• Scrub your syllabus. Are you using inclusive language? How many readings or assignments highlight successful cases, scholars or professionals from communities of color?
  • Show their faces. After you updated course content to highlight achievements from people of color, put a picture of that person in the slide deck for the lesson. Reiterate to your students—especially those who are from communities of color—that there are positive role models in our industry who paved the road for their successes.
  • Invite guest speakers from underrepresented groups into your class to give a guest lecture or come in for a class Q&A. Make sure your students can see others like themselves in our industry.
  • Be an ally and support communities of color in your classroom and with budding scholars. Promote the work or research of your students. Then take that allyship to the classroom. The topics and case studies you talk about and the way you lead discussions in your classroom are times when you can do the work of an ally. Don’t let inappropriate comments go unchecked. Correct biased language and remarks during discussions.
  • Teach your students to promote diversity in their work. When you’re talking about messaging, website design, flyers - whatever - teach your students to have an eye for diversity. The messages and faces used to promote their future employers shouldn’t just speak to the audience they have, but curate a more diverse one. Pull up websites, look at flyers and talk about how PR could do better.
  • What’s in a name? So much! When you write exam questions or case studies, try to use names that are diverse. This isn’t without danger though - don’t push an ethnic name into a scenario where the actor plays into a negative stereotype. Make that actor the hero.


How PR Students Can Promote Change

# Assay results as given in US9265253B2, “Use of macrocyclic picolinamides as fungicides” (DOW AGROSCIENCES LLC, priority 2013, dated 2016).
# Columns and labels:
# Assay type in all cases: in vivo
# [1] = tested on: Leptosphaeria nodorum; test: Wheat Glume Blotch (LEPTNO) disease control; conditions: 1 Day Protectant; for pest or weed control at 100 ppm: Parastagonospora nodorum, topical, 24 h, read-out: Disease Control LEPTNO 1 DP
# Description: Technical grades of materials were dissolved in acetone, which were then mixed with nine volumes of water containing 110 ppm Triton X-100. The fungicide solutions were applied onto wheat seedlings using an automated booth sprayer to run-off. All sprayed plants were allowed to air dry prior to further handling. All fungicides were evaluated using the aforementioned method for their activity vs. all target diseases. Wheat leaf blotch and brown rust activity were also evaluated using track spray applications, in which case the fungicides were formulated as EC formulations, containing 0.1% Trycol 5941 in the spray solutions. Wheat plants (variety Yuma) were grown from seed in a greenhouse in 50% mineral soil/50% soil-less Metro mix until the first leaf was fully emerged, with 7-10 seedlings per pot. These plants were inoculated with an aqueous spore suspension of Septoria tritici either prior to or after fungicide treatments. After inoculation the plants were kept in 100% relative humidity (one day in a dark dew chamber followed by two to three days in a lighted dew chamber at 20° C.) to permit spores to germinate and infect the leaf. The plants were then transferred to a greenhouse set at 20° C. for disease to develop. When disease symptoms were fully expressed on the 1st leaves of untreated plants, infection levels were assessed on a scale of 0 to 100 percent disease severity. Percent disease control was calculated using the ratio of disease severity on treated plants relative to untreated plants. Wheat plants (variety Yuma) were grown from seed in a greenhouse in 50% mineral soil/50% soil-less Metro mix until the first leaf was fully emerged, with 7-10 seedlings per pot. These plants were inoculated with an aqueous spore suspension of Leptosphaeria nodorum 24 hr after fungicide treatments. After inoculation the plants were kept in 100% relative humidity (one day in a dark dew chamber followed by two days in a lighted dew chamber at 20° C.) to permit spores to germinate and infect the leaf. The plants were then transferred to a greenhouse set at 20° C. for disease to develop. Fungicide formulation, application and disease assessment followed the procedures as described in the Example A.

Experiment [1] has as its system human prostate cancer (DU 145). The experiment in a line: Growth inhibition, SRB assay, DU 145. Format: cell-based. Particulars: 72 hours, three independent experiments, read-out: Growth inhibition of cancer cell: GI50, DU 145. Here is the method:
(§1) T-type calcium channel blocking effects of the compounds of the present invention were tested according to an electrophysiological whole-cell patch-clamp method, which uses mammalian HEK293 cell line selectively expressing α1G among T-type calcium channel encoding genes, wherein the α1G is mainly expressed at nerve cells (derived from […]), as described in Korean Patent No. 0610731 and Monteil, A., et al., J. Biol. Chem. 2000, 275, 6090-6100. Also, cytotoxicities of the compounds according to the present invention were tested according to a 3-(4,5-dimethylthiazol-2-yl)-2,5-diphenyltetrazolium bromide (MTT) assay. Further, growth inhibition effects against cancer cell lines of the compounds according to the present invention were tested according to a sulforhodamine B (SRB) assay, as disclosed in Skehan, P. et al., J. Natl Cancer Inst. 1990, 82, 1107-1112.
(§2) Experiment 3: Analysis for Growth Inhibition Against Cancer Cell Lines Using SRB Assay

• Get in there and start creating opportunities for yourselves and your peers in communities of color. Don’t give up if you’re a person of color and can’t find other people like you in class or in the companies where you want to work. Be the trailblazer and show the world your value.
  • Challenge the status quo, be it your professors, your internship or your friends. You can respectfully ask questions that drive at both diversity and inclusion. If your professor hasn’t scrubbed the syllabus to incorporate contributions from people of color, then find examples on your own and bring them up during a class discussion. Model the behavior you want from others.
  • Be an ally and champion your peers. Share internship opportunities, swap resumes or cover letters for editing, practice interviews with one another. Helping someone else succeed does not mean your friend gets the prize over you. In nearly every case of peer mentoring, you enjoy benefits as well.
  • Be inclusive. This isn’t lip service or checking a diversity box. Really embrace people of color in your group work in class, club meetings, study groups and happy hours after an exam.

There are so many more worthwhile ideas of ways you can act and make a difference. If you have something you want to add to this post, tweet it to us @broomcenter.

This post will be continually updated as great comments and tweets come in. This a listening, living & relevant set of tactics.